How do we remember one of the deadliest nights in human history? We don't. Part four.
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There is a great deal of Revisionist History arising around the war in the Pacific as the veterans of that war die off. My father was in the Pacific on a carrier in that war. There was very little dissent of opinion among those who fought the Imperial army and navy as to the cost of an invasion of the homeland.
This is a good episode, I enjoyed it and it is factual and interesting. My father bore no ill will toward the Japanese, in fact he told me that the average Japanese soldier was simply doing what he was doing because his country was at war. However, he was also aware of the fanaticism of the Japanese troops and civilians, as seen in their defense of islands leading to the home islands.
Most didn't feel good about the firebombing or atomic bomb but there was also almost universal agreement that lives were saved because of them. Certainly American lives, and it was war we did not start or want, but Japan was saved the horrendous fate of Eastern Europe under the Soviet Union as well. Given my parents generation I grew up familiar with others of that Era too. Never, from veteran or people who waited on the homefront, did I hear second guessing of the means of war. I did hear empathy and sympathy for enemy dead; while also implicitly reminded that sympathy also was warranted by the Allied victims of the war. There was great cost to the winners too. Great cost from a war thrust on them by the initiators and ultimate losers of that war. Without the catalyst of war the men profiled in this episode would not have been tempted to create such weapons.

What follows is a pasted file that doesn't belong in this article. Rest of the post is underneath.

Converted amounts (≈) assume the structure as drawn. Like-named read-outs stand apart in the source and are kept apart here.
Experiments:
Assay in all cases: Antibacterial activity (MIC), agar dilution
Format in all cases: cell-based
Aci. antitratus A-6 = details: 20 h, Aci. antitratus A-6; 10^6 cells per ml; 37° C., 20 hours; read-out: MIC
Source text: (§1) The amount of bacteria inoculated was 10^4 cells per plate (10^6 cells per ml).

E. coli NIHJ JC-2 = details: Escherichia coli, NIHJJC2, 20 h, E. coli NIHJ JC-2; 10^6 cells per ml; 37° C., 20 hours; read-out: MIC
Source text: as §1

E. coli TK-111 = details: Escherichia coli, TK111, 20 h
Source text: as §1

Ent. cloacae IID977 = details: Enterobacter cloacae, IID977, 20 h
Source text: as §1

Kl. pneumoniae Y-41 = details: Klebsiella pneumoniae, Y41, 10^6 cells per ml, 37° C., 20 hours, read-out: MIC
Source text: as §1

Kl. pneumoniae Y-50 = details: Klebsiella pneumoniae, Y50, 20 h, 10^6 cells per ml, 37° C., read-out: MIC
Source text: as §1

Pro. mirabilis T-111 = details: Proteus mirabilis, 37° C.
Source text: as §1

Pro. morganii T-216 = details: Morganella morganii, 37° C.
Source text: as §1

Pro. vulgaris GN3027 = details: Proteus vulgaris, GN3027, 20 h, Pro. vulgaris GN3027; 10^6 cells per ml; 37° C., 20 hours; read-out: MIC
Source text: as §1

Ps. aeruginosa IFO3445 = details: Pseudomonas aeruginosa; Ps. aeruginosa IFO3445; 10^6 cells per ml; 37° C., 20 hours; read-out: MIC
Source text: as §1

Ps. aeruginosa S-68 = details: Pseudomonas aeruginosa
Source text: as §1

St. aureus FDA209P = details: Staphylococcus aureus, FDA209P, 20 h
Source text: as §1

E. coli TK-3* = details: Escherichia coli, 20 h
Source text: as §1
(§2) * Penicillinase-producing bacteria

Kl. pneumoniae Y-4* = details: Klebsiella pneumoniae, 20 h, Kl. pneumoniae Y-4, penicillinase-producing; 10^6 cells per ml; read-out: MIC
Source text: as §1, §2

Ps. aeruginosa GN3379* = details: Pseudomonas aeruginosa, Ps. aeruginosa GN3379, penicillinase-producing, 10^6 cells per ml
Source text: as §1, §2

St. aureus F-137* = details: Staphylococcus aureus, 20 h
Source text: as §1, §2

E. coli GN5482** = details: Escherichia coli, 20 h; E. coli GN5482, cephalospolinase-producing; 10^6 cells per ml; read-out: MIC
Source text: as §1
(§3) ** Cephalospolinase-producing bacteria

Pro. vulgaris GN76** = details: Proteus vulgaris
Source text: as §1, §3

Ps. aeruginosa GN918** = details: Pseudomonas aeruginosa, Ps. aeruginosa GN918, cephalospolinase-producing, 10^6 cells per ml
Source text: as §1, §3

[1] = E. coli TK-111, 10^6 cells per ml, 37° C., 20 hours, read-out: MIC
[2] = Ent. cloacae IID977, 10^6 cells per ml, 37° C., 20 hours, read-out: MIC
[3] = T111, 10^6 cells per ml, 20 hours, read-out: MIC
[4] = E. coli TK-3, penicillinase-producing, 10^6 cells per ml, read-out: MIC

I've known at least 2 men who believed the bomb saved their lives. Because of it my grandfather never saw the Pacific. I might owe my existence to it.
Revisionist History Presents: Go and See
Revisionist Revisited: Analysis, Parapraxis, Elvis
Revisionist Revisited: A Good Walk Spoiled
Revisionist Revisited: Free Brian Williams
Revisionist History Presents: The Last Archive
Revisionist History Presents: The Limits of Power
Revisionist Revisited: The King of Tears
Revisionist History Presents: Deep Cover
Revisionist History Presents: Into the Zone
Revisionist History Presents: Hasta la Vista, America
Presenting: Martin Luther King Jr. and the Art of Public Speaking (from Cautionary Tales)
Introducing Revisionist History
The Lady Vanishes
The Big Man Can't Shoot
Carlos Doesn’t Remember
My Little Hundred Million
End of Episode